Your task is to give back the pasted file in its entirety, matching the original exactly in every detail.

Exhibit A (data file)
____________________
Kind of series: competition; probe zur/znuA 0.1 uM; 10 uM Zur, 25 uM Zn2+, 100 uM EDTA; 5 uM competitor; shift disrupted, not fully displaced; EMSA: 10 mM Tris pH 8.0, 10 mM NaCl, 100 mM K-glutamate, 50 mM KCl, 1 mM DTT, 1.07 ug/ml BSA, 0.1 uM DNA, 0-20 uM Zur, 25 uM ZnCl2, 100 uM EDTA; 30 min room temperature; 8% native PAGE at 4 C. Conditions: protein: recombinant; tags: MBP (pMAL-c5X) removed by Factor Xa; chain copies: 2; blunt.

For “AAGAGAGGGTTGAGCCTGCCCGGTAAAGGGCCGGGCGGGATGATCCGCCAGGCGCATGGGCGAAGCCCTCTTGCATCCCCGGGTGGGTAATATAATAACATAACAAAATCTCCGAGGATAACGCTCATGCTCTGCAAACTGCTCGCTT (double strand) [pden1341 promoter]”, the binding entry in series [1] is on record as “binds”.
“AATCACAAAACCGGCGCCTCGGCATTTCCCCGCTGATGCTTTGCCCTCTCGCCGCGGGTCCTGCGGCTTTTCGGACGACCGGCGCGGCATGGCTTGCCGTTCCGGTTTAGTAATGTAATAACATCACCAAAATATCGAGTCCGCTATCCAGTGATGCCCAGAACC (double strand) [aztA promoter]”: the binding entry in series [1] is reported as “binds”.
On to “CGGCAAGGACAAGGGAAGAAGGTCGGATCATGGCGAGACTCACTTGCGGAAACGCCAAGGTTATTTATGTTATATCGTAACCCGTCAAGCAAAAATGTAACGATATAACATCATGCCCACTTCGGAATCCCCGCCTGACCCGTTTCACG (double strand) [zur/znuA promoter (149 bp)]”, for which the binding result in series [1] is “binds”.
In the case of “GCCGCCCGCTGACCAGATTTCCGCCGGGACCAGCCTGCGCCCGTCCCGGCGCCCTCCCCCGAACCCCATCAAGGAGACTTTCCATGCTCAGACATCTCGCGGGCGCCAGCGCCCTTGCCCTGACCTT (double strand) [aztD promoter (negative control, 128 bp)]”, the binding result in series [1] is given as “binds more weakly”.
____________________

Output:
Kind of series: competition; probe zur/znuA 0.1 uM; 10 uM Zur, 25 uM Zn2+, 100 uM EDTA; 5 uM competitor; shift disrupted, not fully displaced; EMSA: 10 mM Tris pH 8.0, 10 mM NaCl, 100 mM K-glutamate, 50 mM KCl, 1 mM DTT, 1.07 ug/ml BSA, 0.1 uM DNA, 0-20 uM Zur, 25 uM ZnCl2, 100 uM EDTA; 30 min room temperature; 8% native PAGE at 4 C. Conditions: protein: recombinant; tags: MBP (pMAL-c5X) removed by Factor Xa; chain copies: 2; blunt.

For “AAGAGAGGGTTGAGCCTGCCCGGTAAAGGGCCGGGCGGGATGATCCGCCAGGCGCATGGGCGAAGCCCTCTTGCATCCCCGGGTGGGTAATATAATAACATAACAAAATCTCCGAGGATAACGCTCATGCTCTGCAAACTGCTCGCTT (double strand) [pden1341 promoter]”, the binding entry in series [1] is on record as “binds”.
“AATCACAAAACCGGCGCCTCGGCATTTCCCCGCTGATGCTTTGCCCTCTCGCCGCGGGTCCTGCGGCTTTTCGGACGACCGGCGCGGCATGGCTTGCCGTTCCGGTTTAGTAATGTAATAACATCACCAAAATATCGAGTCCGCTATCCAGTGATGCCCAGAACC (double strand) [aztA promoter]”: the binding entry in series [1] is reported as “binds”.
On to “CGGCAAGGACAAGGGAAGAAGGTCGGATCATGGCGAGACTCACTTGCGGAAACGCCAAGGTTATTTATGTTATATCGTAACCCGTCAAGCAAAAATGTAACGATATAACATCATGCCCACTTCGGAATCCCCGCCTGACCCGTTTCACG (double strand) [zur/znuA promoter (149 bp)]”, for which the binding result in series [1] is “binds”.
In the case of “GCCGCCCGCTGACCAGATTTCCGCCGGGACCAGCCTGCGCCCGTCCCGGCGCCCTCCCCCGAACCCCATCAAGGAGACTTTCCATGCTCAGACATCTCGCGGGCGCCAGCGCCCTTGCCCTGACCTT (double strand) [aztD promoter (negative control, 128 bp)]”, the binding result in series [1] is given as “binds more weakly”.